In its most basic form, data is simply information sets (or groups) that have been categorized based on qualities they have in common. Children learn early to make generalizations about the world around them. For instance, children may see differences in hair color, eye color, skin color, shape, size and color of objects, children who are wearing sneakers vs. children who are wearing sandals, etc.
These types of generalizations allow children to order the world around them. These generalizations become data. Once children can categorize, they are then introduced to displaying their findings in the form of a graph or chart. Children are then asked to read and interpret a chart or graph with data that has been collected and displayed by someone else. We often think of data collection and analysis as complicated, but it can be as simple as finding out how many items there are in a category and showing that on a chart.
Today, measurement means more than just working with rulers. This area of math includes such topics as telling time, working with a calendar, weight, length, perimeter, area, Standard and Metric units, capacity (how much a container can hold) and volume.
Your child will be expected to recognize an analog clock (one that shows the hour hand and the minute hand moving around the clock) and a digital clock (one that shows just the numbers in an easy to read format - i.e., 8:03); begin by telling time to the hour, then progressing to the half and quarter time. Children should be able to represent the time with standard notation (example 8:15) and with words (eight fifteen; fifteen minutes past eight; or, a quarter past eight). Additionally, they should be able to distinguish between A.M. and P.M. as well as have the concept and later calculate elapsed time (Sally put the cake in the oven at 2:00. It has to cook for 2 hours. When should she take the cake out of the oven?)
Seconds Minutes, Hours, Days
A Telling Time Story: time for Friends
A calendar provides children with a host of information about measuring time. Students will become familiar with the calendar as a tool for keeping track of days, months seasons and years. The calendar also provides teachers with a learning tool for counting, recognizing and extending patterns as well as reading common words used frequently in our everyday language.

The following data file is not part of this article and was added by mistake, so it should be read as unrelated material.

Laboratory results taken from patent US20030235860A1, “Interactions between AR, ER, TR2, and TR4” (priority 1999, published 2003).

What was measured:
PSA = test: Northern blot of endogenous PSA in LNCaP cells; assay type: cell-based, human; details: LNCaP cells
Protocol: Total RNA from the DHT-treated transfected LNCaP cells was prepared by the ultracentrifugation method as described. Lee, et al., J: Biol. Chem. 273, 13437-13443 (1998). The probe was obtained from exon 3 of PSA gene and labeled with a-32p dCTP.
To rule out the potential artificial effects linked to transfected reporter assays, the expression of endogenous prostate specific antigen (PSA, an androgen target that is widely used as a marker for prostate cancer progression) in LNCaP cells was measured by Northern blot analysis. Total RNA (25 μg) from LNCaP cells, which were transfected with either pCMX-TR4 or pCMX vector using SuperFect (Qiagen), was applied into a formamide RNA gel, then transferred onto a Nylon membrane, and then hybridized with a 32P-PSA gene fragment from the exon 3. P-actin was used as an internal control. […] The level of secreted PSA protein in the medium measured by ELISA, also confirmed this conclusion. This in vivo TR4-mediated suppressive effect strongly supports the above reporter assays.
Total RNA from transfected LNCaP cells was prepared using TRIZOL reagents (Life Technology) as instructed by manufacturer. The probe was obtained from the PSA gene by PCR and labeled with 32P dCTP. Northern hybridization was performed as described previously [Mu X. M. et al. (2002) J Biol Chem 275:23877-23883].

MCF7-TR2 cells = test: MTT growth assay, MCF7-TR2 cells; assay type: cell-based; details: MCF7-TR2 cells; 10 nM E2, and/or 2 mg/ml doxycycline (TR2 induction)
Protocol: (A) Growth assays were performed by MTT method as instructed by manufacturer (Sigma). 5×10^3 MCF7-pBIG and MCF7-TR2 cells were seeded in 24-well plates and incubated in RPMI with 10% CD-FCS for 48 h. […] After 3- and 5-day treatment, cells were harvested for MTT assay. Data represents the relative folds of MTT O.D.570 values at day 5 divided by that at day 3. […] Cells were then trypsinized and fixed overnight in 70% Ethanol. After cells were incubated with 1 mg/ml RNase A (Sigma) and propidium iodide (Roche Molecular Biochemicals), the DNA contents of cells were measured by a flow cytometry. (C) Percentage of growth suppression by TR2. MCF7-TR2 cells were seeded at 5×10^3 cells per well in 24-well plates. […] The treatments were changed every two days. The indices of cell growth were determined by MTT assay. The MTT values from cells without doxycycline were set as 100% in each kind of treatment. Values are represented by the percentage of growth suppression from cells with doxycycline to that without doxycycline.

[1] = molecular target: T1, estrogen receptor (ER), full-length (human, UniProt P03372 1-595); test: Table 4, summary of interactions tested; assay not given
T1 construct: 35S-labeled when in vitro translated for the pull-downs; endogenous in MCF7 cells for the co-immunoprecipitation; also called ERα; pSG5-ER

Children love to count money! Money is based on the place value/base ten system, so counting money can help your child with math.
Children love to explore their world and in doing so, they discover that not all things are the same size. In the youngest of these explorations, your child will begin linear measurement by using vocabulary to compare objects (taller/shorter; longer/shorter) and then begin to sort object according to size (from longest to shortest, tallest to shortest and vice versa). From here, many children explore measuring using nonstandard objects such as paper clips, crayons, linking cubes, etc. Then many children begin to explore and read measuring devices such as rulers, yardsticks and tape measures. As they experience linear measurement, students will begin to see that units of measure are not always found on the whole, but on the half as well.
Capacity and Volume:
In this area of measurement, your child will
explore the idea of how much a container can hold. Early in this
exploration, children will recognize that different size containers will
hold different amounts of a substance. Later, your child can reason
that while many containers come in a variety of shapes and sizes, if the
capacity is equal, then the amount that each container can hold will be
Standard and Metric Units:
The concept of the Metric System of
Measurement is foreign to many of us; and for good reason. The Metric
System is used throughout the world while our system is primarily used
in the United States. However, a basic introduction and understanding of
the Metric System is important. During your child’s early education
experience, they will be introduced to the Metric System and have
opportunities for basic exploration in measuring with centimeters,
meters, kilometers, grams, and kilograms.